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Institutional Review Board How-to’s. Tracy L. Dietz, Ph.D. UCF IRB Chair. What must be reviewed?. According to the OHRP:

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Institutional Review Board How-to’s


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    1. Institutional Review Board How-to’s Tracy L. Dietz, Ph.D. UCF IRB Chair

    2. What must be reviewed? • According to the OHRP: • The general rule is that if there is any element of research in an activity and that activity involves the use of human subjects or identified cell lines, then that activity should undergo review for the protection of human subjects.

    3. What is a human subject? • The research obtains identifiable private information which includes information about behavior that occurs in a context in which an individual can reasonably expect that no observation is taking place, then it is a human subject.

    4. IRB Responsibilities • Identify Risks • Determine that risks are minimized • Determine that risks are reasonable in relation to anticipated benefits • Determine that subjects are adequately informed about reasonably foreseeable risks or discomforts.

    5. IRBS shouldn’t rely on investigators • No one can be truly objective about their own research. • People tend to underestimate the risks of their own work. • People tend to overestimate the benefits of the things that are important to them. • Thus, the cost benefit analysis is often off.

    6. How to Apply for IRB Approval • On-line forms: http://www.research.ucf.edu/Compliance/Forms/UCF_IRB_Protocol_Submission_Form.doc Move to on-line submission: September, 2006 Timeline: Expect 2-3 weeks, provided all materials are submitted and do not need to be revised during the pre-review.

    7. Pitfalls • http://www.research.ucf.edu/Compliance/Forms/Fast%20IRB%20Approval.pdf • The above website has some helpful hints that can help your approval go more smoothly.

    8. Consent Forms • Importance of Compliant Consent Forms • Samples • http://www.research.ucf.edu/Compliance/Forms/Sample_Consent_Forms_with_Instructions.doc Waiver of Documentation of Consent What is it? When can you use it? Why would you want to?

    9. Helpful Webpages • K-12 students, PPRA, http://www.ed.gov/policy/gen/guid/fpco/ppra/index.html • College students, FERPA, http://www.ed.gov/policy/gen/guid/fpco/ferpa/index.html • Sensitive information, Certificate of Confidentiality, http://www.ed.gov/policy/gen/guid/fpco/ppra/index.html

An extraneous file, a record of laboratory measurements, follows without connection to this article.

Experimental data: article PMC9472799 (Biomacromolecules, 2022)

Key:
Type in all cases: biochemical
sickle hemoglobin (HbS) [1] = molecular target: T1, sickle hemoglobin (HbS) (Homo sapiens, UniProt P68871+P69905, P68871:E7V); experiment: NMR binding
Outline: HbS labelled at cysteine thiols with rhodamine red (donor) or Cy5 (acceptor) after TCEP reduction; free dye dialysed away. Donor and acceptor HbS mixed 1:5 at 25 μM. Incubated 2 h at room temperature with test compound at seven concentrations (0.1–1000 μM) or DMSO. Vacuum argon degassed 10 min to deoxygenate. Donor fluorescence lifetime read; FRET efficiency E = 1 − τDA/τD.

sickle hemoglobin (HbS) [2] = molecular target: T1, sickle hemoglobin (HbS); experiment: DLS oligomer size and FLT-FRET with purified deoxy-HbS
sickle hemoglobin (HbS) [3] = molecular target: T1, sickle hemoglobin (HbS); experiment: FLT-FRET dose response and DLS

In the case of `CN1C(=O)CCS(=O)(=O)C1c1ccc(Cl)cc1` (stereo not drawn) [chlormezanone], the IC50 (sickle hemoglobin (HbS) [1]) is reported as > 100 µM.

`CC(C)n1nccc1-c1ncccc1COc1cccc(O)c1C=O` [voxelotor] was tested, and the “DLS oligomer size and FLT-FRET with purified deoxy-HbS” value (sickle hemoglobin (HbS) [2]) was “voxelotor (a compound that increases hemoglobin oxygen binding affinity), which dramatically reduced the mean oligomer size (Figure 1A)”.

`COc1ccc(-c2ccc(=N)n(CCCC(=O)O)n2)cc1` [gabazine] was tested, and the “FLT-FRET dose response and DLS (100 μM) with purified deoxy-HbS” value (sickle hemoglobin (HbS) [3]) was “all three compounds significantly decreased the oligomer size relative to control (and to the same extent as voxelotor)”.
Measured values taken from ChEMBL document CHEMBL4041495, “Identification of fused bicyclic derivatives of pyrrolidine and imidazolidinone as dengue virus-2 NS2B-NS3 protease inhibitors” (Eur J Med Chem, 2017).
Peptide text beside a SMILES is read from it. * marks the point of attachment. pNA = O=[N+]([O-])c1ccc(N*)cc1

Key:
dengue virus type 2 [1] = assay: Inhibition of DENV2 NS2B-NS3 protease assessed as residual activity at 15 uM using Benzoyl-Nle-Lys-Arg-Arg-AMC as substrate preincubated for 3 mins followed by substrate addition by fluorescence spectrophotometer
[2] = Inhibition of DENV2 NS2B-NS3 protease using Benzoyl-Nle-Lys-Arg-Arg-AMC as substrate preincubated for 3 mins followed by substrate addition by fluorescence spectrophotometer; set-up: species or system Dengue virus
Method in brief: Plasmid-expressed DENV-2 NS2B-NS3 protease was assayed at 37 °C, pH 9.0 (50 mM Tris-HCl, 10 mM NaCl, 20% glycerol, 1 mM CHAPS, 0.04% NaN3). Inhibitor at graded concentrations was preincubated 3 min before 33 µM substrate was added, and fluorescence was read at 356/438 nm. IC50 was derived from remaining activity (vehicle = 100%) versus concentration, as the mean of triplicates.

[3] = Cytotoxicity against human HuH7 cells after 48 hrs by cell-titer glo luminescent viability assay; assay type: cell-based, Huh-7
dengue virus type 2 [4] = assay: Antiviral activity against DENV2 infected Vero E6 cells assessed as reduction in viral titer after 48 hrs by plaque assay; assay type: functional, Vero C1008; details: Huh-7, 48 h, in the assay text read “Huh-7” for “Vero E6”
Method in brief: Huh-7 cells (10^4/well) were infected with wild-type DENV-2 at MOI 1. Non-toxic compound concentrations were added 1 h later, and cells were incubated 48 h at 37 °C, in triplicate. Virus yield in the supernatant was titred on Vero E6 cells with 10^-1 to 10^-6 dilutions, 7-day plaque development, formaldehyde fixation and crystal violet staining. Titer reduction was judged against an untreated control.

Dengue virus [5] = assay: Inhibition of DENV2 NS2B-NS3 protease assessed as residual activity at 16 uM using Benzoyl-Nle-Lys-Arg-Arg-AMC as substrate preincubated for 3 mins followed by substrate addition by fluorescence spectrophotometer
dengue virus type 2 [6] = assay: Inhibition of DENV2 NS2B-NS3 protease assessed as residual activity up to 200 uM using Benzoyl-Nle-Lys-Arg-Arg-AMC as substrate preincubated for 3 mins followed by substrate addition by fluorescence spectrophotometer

10. Parts of Submission • 4. Collaborating institution(s) and researcher(s) • Make sure you get dual approval or have investigator sign UCF Individual Investigator Agreement http://www.research.ucf.edu/Compliance/Forms/UCF_Individual_Investigator_Agreement.doc • 5. Dates of proposed project • Make sure it is a date a couple of weeks in the future

    11. Parts • 7. Scientific purpose of the investigation • Must matches methodology & title. • 8. Describe the research methodology in non-technical language • Data collection • Data storage (audio- or video-taping) • On-line delivery, is it a secure server, etc. • Give every detail. • Provide copies of everything (questionnaires, interview schedule, emails or letters, debriefing statements, etc.)

    12. Parts • Describe the potential benefits and anticipated risks and the steps that will be taken to minimize risks and protect participants • to the participants not to society or research community. • Is your study anonymous or confidential? • Anonymous means even you don’t know whose answers go with whom. • Confidential means you can match the answers with the person but will keep that information confidential. • Describe how participants will be recruited, how many you hope to recruit, the age of participants, and proposed compensation • Answer all parts to this. • At least 18? • Students? • Your students: how limit coercion. • Fliers, emails, etc. (provide copies)

    13. Parts • Describe the informed consent process • Describe. • Waiver of documentation of consent • Will you collect formal consents? • Provide copies either way. • How will you store these? (separately from all study documents in a locked cabinet for a minimum of 3 years) • Describe any protected health information (PHI) you plan to obtain from a HIPAA-covered medical facilityor UCF designated HIPAA component • At UCF only a few places are billing for medical services or are collecting protected medical information so this does not apply to most.

    14. Investigator Training • UCF now requires investigators to comply with federal regulations that require you to document that you have completed an investigator training course. We recommend: • http://www6.miami.edu/citireg/ • Once you complete it, Barbara Ward will receive an email that you are compliant and it is good for 3 years.